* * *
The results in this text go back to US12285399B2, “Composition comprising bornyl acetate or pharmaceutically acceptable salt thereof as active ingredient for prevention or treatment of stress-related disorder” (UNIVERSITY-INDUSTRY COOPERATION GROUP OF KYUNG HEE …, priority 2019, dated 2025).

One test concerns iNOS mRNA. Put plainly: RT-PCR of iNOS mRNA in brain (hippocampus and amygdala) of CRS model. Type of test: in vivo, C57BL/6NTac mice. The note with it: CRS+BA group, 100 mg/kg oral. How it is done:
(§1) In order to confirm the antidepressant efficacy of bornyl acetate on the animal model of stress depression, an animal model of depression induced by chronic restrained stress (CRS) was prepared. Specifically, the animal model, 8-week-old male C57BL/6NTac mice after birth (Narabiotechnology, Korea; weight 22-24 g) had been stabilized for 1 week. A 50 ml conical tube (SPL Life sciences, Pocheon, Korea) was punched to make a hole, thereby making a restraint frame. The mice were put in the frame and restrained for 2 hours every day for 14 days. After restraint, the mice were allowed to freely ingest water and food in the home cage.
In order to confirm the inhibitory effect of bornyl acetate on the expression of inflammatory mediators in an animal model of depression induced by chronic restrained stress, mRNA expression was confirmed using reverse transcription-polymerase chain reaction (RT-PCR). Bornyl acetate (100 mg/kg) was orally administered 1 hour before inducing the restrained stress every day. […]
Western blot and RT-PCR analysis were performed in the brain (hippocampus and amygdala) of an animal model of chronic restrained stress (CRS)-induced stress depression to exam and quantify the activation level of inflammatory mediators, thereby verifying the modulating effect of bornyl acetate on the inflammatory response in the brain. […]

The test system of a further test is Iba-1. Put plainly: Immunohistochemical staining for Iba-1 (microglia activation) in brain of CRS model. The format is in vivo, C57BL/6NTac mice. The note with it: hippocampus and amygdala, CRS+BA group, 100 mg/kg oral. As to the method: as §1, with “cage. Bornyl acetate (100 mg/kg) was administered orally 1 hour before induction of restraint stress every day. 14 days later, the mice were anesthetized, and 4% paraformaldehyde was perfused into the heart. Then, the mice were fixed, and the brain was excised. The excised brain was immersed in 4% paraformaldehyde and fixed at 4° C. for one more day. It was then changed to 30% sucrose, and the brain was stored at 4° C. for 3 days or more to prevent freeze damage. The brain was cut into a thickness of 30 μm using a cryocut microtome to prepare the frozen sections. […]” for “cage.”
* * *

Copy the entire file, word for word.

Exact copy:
The results in this text go back to US12285399B2, “Composition comprising bornyl acetate or pharmaceutically acceptable salt thereof as active ingredient for prevention or treatment of stress-related disorder” (UNIVERSITY-INDUSTRY COOPERATION GROUP OF KYUNG HEE …, priority 2019, dated 2025).

One test concerns iNOS mRNA. Put plainly: RT-PCR of iNOS mRNA in brain (hippocampus and amygdala) of CRS model. Type of test: in vivo, C57BL/6NTac mice. The note with it: CRS+BA group, 100 mg/kg oral. How it is done:
(§1) In order to confirm the antidepressant efficacy of bornyl acetate on the animal model of stress depression, an animal model of depression induced by chronic restrained stress (CRS) was prepared. Specifically, the animal model, 8-week-old male C57BL/6NTac mice after birth (Narabiotechnology, Korea; weight 22-24 g) had been stabilized for 1 week. A 50 ml conical tube (SPL Life sciences, Pocheon, Korea) was punched to make a hole, thereby making a restraint frame. The mice were put in the frame and restrained for 2 hours every day for 14 days. After restraint, the mice were allowed to freely ingest water and food in the home cage.
In order to confirm the inhibitory effect of bornyl acetate on the expression of inflammatory mediators in an animal model of depression induced by chronic restrained stress, mRNA expression was confirmed using reverse transcription-polymerase chain reaction (RT-PCR). Bornyl acetate (100 mg/kg) was orally administered 1 hour before inducing the restrained stress every day. […]
Western blot and RT-PCR analysis were performed in the brain (hippocampus and amygdala) of an animal model of chronic restrained stress (CRS)-induced stress depression to exam and quantify the activation level of inflammatory mediators, thereby verifying the modulating effect of bornyl acetate on the inflammatory response in the brain. […]

The test system of a further test is Iba-1. Put plainly: Immunohistochemical staining for Iba-1 (microglia activation) in brain of CRS model. The format is in vivo, C57BL/6NTac mice. The note with it: hippocampus and amygdala, CRS+BA group, 100 mg/kg oral. As to the method: as §1, with “cage. Bornyl acetate (100 mg/kg) was administered orally 1 hour before induction of restraint stress every day. 14 days later, the mice were anesthetized, and 4% paraformaldehyde was perfused into the heart. Then, the mice were fixed, and the brain was excised. The excised brain was immersed in 4% paraformaldehyde and fixed at 4° C. for one more day. It was then changed to 30% sucrose, and the brain was stored at 4° C. for 3 days or more to prevent freeze damage. The brain was cut into a thickness of 30 μm using a cryocut microtome to prepare the frozen sections. […]” for “cage.”